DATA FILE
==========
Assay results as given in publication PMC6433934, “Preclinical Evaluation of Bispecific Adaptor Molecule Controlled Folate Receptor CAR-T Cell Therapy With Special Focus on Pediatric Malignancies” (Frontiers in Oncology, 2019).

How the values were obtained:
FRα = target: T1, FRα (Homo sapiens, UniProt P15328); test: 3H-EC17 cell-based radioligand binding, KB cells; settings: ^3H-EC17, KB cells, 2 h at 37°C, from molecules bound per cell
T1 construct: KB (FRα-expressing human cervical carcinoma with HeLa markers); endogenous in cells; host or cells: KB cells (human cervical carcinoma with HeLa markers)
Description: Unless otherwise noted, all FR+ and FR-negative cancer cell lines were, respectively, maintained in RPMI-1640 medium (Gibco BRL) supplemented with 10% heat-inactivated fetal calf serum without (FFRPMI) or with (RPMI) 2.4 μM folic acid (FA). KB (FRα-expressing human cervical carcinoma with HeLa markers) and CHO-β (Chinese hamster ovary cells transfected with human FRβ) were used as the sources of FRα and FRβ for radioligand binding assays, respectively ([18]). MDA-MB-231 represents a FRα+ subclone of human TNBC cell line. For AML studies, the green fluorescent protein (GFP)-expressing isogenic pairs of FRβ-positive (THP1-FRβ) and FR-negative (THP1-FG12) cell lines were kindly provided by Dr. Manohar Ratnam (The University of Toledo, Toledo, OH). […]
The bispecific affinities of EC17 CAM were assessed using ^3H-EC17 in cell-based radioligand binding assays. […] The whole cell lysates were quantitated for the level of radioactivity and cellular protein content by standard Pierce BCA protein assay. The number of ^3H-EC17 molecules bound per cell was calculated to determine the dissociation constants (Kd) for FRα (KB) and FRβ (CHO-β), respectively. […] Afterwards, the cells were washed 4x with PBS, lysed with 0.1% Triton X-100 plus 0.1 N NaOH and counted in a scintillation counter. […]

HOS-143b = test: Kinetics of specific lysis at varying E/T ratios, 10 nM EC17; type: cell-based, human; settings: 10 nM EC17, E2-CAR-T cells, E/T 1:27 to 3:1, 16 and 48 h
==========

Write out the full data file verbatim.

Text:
Assay results as given in publication PMC6433934, “Preclinical Evaluation of Bispecific Adaptor Molecule Controlled Folate Receptor CAR-T Cell Therapy With Special Focus on Pediatric Malignancies” (Frontiers in Oncology, 2019).

How the values were obtained:
FRα = target: T1, FRα (Homo sapiens, UniProt P15328); test: 3H-EC17 cell-based radioligand binding, KB cells; settings: ^3H-EC17, KB cells, 2 h at 37°C, from molecules bound per cell
T1 construct: KB (FRα-expressing human cervical carcinoma with HeLa markers); endogenous in cells; host or cells: KB cells (human cervical carcinoma with HeLa markers)
Description: Unless otherwise noted, all FR+ and FR-negative cancer cell lines were, respectively, maintained in RPMI-1640 medium (Gibco BRL) supplemented with 10% heat-inactivated fetal calf serum without (FFRPMI) or with (RPMI) 2.4 μM folic acid (FA). KB (FRα-expressing human cervical carcinoma with HeLa markers) and CHO-β (Chinese hamster ovary cells transfected with human FRβ) were used as the sources of FRα and FRβ for radioligand binding assays, respectively ([18]). MDA-MB-231 represents a FRα+ subclone of human TNBC cell line. For AML studies, the green fluorescent protein (GFP)-expressing isogenic pairs of FRβ-positive (THP1-FRβ) and FR-negative (THP1-FG12) cell lines were kindly provided by Dr. Manohar Ratnam (The University of Toledo, Toledo, OH). […]
The bispecific affinities of EC17 CAM were assessed using ^3H-EC17 in cell-based radioligand binding assays. […] The whole cell lysates were quantitated for the level of radioactivity and cellular protein content by standard Pierce BCA protein assay. The number of ^3H-EC17 molecules bound per cell was calculated to determine the dissociation constants (Kd) for FRα (KB) and FRβ (CHO-β), respectively. […] Afterwards, the cells were washed 4x with PBS, lysed with 0.1% Triton X-100 plus 0.1 N NaOH and counted in a scintillation counter. […]

HOS-143b = test: Kinetics of specific lysis at varying E/T ratios, 10 nM EC17; type: cell-based, human; settings: 10 nM EC17, E2-CAR-T cells, E/T 1:27 to 3:1, 16 and 48 h